I can’t remember the last time I went to a lumber yard to buy wood for a project. Most of the materials that I use in my work are from products or materials that have outlived their intended usefulness or have been cast off as unwanted or unneeded. In recent years, I have gravitated toward gathering wood from trees that have been cut down at friends’ and neighbors’ homes. It’s not unheard of that I pull over on my commute to inspect a woodpile!
For almost the entirety of my years of being a creative maker, I have maintained a full-time job. I have been at my current employer for 14 years, the Atlanta Habitat for Humanity ReStore. For those not familiar, the Habitat ReStores are donation-based resale stores whose proceeds benefit affordable home ownership in our local service areas. My work at the ReStore has fostered and propelled my personal creative repurposing pursuits. Working in a resale environment is a repurposer’s dream job and to work in one situated in a major metropolitan area makes it infinitely more interesting. On a daily basis, I have access to the widest variety of materials and objects.
My forays into reuse began decades ago as a low-cost/no-cost way to gather materials to unleash my creativity. Over these decades, my version of reuse or repurposing has taken various forms and shifted from time to time. But it has been a constant and regular part of my creative work. While I still bring home things from work, I’m focusing more on rescuing wood after a tree service has done its work and before it all goes to the landfill, which is typical.
Generally, I have at least a few ideas bouncing around in my head about things I’d like to make. At the same time, I am always keeping my eyes open for materials and shapes that might lend themselves to some of my ideas. My ideas morph and evolve as I start to apply them to the materials. As constraining factors present themselves, I adjust accordingly as do the proportions and processes until I arrive at a final product. Sometimes I arrive close to my original idea. Sometimes I may work into another idea on the way. Sometimes it just wasn’t meant to be, and I try to take what good came of the experience, catalog lessons learned, and move on.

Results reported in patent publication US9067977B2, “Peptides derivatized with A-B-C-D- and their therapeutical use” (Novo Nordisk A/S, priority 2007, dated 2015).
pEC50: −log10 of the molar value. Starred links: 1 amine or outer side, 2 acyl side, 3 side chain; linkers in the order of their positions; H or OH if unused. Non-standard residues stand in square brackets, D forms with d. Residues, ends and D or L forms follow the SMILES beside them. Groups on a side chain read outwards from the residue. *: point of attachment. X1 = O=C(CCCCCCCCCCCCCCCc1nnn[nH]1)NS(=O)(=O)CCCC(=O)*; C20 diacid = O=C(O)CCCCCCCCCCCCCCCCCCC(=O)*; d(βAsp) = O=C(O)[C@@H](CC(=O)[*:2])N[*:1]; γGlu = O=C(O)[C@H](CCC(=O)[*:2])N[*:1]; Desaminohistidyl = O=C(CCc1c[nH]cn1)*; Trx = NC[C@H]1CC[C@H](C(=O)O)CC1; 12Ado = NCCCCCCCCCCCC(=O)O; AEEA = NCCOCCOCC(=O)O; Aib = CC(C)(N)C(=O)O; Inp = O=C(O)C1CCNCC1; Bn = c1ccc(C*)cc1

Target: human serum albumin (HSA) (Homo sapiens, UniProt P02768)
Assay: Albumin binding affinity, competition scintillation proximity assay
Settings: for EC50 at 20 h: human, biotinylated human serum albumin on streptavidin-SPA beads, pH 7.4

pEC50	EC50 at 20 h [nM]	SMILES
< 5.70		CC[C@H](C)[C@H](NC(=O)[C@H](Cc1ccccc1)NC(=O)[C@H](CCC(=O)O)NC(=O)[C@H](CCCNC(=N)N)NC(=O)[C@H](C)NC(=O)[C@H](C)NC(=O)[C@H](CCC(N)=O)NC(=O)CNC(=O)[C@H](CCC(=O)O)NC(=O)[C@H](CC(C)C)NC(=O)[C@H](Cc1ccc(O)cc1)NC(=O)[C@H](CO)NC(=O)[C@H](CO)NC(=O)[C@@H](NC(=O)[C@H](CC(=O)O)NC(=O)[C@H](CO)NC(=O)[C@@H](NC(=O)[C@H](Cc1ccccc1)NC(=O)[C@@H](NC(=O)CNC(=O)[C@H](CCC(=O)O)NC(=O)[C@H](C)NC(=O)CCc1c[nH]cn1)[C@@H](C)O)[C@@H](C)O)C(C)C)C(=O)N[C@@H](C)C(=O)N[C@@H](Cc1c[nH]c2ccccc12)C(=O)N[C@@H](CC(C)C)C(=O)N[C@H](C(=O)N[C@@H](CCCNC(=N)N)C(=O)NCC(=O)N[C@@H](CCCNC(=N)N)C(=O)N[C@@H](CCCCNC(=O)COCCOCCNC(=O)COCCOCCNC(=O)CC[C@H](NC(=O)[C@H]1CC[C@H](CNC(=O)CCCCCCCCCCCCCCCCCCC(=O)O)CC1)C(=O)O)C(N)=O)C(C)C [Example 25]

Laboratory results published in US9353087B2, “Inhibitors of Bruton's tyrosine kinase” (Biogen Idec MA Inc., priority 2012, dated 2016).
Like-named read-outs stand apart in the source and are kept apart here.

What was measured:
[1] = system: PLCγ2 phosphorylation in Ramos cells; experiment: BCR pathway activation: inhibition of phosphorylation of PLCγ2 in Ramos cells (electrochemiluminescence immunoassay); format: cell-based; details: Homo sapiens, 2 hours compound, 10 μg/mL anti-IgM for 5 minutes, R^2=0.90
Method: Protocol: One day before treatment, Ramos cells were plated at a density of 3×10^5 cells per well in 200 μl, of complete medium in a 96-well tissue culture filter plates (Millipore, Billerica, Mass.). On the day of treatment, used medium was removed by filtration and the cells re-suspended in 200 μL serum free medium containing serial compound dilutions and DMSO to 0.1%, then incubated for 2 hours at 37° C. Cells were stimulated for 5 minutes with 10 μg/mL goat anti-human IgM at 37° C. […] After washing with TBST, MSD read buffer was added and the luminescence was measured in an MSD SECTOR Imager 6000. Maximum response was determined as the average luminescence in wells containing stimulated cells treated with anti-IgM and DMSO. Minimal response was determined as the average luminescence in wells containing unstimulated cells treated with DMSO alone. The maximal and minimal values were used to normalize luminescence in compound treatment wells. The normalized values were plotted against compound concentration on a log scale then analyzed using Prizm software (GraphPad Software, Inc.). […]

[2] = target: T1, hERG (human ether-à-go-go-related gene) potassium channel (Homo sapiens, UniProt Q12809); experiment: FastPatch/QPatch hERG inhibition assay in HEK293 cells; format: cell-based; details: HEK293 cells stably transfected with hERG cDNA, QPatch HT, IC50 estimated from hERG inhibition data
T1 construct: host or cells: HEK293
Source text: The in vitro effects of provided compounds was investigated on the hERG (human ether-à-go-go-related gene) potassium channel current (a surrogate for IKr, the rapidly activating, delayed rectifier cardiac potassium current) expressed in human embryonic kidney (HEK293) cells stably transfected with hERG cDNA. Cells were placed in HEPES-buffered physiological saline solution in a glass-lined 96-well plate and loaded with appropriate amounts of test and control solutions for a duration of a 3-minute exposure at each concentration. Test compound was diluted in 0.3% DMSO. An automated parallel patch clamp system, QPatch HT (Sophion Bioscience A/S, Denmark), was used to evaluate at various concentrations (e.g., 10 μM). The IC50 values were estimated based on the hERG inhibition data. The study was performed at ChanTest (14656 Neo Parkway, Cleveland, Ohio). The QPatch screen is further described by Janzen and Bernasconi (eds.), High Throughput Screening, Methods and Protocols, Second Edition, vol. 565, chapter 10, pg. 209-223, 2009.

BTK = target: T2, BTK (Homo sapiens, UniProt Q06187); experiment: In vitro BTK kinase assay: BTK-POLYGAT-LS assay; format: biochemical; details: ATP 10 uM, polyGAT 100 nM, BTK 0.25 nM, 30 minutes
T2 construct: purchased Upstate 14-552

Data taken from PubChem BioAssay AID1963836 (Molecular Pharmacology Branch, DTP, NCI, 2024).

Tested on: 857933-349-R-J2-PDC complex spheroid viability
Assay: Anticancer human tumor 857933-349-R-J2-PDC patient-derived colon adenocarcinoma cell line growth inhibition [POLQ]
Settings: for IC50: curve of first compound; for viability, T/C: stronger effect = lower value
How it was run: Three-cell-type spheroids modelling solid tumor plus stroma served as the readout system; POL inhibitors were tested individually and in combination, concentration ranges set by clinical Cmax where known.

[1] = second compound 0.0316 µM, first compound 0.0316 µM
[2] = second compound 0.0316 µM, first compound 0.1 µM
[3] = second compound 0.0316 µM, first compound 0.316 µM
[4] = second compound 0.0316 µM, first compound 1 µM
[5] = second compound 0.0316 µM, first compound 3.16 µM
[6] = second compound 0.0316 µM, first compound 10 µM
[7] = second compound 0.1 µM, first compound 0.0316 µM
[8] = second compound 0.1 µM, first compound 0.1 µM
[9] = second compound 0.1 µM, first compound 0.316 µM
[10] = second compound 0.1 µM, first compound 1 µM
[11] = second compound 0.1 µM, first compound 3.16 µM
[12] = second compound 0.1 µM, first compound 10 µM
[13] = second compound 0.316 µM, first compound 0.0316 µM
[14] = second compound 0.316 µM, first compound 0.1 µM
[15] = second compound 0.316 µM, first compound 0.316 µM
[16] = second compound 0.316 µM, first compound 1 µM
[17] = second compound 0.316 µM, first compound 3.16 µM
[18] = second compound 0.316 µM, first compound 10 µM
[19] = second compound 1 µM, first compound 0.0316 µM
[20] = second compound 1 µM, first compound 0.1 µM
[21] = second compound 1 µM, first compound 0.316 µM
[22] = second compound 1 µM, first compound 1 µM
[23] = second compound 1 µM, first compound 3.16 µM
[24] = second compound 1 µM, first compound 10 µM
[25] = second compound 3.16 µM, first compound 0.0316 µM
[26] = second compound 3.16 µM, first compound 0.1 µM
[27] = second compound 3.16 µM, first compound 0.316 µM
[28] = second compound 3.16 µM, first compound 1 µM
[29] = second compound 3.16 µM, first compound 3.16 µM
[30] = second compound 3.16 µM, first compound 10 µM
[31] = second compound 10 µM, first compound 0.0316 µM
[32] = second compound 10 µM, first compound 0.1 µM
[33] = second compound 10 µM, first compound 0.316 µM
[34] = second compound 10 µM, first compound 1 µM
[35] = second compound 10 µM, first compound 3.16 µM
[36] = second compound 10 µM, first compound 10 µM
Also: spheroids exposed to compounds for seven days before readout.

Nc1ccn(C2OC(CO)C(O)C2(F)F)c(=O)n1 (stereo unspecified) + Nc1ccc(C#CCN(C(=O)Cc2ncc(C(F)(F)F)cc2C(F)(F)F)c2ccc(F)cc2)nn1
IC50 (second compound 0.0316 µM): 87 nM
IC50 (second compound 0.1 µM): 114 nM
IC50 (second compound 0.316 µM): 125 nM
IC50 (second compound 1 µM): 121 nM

The form language I work in these days is decidedly retro, mid-century (20th) inspired. That time speaks to me as it embraced crossing the threshold into a brave new, modern world. I feel like we are at a similar threshold as we face a worrisome climate crisis that, ironically, has come about, at least in part, because of our modern world.
I always hold hope on the horizon that I might be able to one day turn my creative making into my primary source of income. I am not going to rush that, though. While my job keeps me from being in my workshop as much as I’d like, it does afford me many creative freedoms and mental space. Right now, one of my primary concerns with my creative work is preserving the absolute creative freedom to explore and wonder.
Keep on recycling, reducing, and, of course, REPURPOSING!